Serranos with Ryan

Welcome to what will hopefully be the first, in a series of posts, on fine drinking in Durban, around South Africa and even a bit from around the world. In the coming weeks, I’ll be rambling in my own peculiar way about great drinks, the places I’ve had them and even how to make them yourself. I’ll be running these posts in conjunction with my blog, which you can view at Tales of an African Bartender – what can I say, I like to keep readers on their toes.

We’ll chat about how to have great drinks at your next dinner party (yes, you can do better than that bottle of JC Le Roux and a case of beer) and what you should look for when picking that next bottle of wine or whisky. But we’ll always try and keep it light and not too serious or pretentious. I think while drinking is a serious business, at the end of the day the ultimate drink for any of us is simply one that we enjoy shared with good people. And if I’m ever in danger of becoming too nerdy about something, feel free to sit me down (preferably over a beer and a shot of Bourbon) and remind me of this, but don’t think we’re going to be talking Strawberry Daiquiri’s and Long Island Ice Tea’s here. Banish those drinks (and their sickly sweet, badly made partners in crime) from your mental cocktail dictionary.

In the meantime however, here is a recipe for The Serrano. Created by Tony Abou-Ganim, one of America’s top bartenders. The Serrano is a delightfully vibrant, citrus based drink that sweetens out its Campari factor a little with the addition of another Italian liqueur, Limoncello. Both of these products are quite commonly available in most good liquor stores, although you might want to take a trip to your local Italian Deli for some great Limoncello’s.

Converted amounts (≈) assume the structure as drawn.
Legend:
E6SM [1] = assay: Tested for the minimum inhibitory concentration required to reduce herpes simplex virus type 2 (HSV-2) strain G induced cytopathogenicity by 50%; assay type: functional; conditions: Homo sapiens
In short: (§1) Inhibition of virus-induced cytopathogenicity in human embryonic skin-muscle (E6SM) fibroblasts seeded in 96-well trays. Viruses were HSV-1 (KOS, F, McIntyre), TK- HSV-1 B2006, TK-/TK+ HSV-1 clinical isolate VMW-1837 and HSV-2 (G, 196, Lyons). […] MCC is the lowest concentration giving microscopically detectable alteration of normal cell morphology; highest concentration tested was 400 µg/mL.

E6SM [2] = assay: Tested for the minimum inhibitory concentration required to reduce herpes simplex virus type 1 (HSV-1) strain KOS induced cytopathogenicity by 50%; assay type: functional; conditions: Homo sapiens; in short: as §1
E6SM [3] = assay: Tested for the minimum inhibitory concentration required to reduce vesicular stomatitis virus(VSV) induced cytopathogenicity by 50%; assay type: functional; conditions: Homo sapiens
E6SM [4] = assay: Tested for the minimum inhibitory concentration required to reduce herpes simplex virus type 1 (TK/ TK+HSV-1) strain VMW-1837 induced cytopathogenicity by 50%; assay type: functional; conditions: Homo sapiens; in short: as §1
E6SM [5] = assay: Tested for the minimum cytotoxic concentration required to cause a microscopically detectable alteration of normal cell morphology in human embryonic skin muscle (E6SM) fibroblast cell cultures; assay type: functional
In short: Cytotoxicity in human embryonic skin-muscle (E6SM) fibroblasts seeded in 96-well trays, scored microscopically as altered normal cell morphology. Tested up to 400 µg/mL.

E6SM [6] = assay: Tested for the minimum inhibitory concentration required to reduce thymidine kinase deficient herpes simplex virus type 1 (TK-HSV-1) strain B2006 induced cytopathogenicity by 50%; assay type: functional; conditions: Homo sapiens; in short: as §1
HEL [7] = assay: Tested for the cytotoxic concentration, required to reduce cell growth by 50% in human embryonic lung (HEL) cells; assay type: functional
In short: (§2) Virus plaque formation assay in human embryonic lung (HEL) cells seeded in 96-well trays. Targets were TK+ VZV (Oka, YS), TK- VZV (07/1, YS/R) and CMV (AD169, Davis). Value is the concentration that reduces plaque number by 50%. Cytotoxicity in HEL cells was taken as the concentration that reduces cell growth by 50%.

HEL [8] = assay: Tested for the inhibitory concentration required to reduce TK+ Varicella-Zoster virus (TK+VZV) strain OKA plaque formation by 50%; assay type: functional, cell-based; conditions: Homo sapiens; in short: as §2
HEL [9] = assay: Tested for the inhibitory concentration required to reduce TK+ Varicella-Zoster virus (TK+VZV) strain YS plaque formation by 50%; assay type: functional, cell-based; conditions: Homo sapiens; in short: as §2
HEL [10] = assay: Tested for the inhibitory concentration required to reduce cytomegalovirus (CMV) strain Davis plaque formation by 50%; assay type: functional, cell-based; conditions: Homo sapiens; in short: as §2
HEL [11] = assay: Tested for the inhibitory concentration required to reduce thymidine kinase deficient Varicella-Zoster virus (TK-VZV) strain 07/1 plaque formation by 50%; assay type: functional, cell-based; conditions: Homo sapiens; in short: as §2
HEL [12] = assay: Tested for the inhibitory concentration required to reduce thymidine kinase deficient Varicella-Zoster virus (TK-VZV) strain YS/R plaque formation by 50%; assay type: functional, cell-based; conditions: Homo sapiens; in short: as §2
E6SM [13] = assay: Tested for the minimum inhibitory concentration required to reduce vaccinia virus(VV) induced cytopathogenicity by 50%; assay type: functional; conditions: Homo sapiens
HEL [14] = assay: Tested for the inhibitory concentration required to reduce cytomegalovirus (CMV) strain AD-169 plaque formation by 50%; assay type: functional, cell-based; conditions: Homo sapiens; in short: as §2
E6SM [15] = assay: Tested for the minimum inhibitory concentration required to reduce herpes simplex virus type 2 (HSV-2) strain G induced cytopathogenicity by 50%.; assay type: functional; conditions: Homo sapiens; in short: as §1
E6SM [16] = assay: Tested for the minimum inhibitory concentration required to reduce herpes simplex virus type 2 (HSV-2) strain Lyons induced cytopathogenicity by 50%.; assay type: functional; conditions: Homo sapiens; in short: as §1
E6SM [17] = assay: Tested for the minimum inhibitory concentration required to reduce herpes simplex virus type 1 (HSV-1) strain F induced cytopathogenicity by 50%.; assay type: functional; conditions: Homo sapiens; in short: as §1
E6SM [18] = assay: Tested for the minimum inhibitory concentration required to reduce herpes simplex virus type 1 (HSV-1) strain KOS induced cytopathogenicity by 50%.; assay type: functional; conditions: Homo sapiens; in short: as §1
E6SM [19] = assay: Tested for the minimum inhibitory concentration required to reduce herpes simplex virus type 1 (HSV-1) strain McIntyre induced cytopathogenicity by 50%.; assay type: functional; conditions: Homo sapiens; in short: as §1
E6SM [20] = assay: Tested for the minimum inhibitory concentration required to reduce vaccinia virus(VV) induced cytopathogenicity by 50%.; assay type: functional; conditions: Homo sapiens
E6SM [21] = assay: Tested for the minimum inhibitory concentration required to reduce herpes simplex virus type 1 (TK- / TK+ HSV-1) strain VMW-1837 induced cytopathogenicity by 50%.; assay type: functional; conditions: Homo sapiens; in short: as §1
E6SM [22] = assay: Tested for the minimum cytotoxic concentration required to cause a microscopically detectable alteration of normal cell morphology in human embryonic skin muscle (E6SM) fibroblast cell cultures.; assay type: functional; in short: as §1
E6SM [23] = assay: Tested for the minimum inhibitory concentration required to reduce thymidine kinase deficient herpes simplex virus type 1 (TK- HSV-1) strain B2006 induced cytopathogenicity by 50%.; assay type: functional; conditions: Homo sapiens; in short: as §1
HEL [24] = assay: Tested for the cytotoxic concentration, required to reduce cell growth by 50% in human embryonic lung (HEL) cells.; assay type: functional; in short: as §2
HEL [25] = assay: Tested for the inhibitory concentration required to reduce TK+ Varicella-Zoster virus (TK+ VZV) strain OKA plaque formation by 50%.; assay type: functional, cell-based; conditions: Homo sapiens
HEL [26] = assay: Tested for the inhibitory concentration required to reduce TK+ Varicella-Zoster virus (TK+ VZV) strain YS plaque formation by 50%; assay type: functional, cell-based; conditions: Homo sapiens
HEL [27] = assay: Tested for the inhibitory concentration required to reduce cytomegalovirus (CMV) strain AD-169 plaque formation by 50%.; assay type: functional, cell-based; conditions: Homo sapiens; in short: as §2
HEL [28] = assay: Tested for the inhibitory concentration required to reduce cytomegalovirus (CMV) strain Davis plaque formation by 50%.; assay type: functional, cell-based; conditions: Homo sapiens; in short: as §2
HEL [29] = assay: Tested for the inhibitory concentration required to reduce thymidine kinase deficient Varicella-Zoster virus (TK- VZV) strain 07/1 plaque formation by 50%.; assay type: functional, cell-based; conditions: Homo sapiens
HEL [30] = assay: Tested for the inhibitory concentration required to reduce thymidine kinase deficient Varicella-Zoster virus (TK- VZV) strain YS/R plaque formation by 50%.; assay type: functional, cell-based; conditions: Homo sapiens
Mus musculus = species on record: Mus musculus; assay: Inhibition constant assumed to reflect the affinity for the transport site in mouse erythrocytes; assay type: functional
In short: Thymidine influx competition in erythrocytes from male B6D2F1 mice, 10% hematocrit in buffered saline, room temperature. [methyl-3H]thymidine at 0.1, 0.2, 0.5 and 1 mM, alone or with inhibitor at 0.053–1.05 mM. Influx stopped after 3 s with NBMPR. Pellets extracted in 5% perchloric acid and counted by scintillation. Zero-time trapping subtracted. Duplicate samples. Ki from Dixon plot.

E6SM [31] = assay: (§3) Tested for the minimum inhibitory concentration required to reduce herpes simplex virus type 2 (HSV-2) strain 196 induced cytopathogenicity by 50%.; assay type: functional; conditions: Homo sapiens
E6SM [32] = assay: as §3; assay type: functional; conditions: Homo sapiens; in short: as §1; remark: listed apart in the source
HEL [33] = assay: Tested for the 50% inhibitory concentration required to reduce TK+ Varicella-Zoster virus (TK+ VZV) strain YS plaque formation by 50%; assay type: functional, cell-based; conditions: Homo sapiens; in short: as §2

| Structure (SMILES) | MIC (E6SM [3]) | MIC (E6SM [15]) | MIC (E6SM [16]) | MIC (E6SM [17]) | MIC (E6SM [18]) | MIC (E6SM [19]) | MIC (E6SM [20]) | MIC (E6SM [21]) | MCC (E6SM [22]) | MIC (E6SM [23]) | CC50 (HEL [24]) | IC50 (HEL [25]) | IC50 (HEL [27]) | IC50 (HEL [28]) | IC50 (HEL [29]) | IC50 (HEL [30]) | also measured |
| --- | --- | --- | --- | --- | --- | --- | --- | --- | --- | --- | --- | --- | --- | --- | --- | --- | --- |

The Serrano

Tony Abou-Ganim, 2010 

35ml vodka
15ml Campari
15ml limoncello
35ml fresh orange juice

Tools: shaker, strainer
Glass: coupe/martini
Garnish: lime twist

Combine all ingredients and shake well. Strain into a chilled glass and garnish.

The Serrano makes use of Campari, one of my favourite products. Now Campari, is a bitter orange aperitif from Italy and is definitely not to everyone’s taste as it is extremely bitter, but trust me, it’s worth acquiring a taste for. One of my pet subjects is drinking the right thing at the right time (but we’ll come back to that) and in my opinion, very few things come close to Campari as the ideal pre-dinner drink. From here on in “we don’t drink pink drinks”. Well maybe a few, but they’re liable to surprise even the shiny-headed Windhoek guy and definitely don’t taste like juice. 

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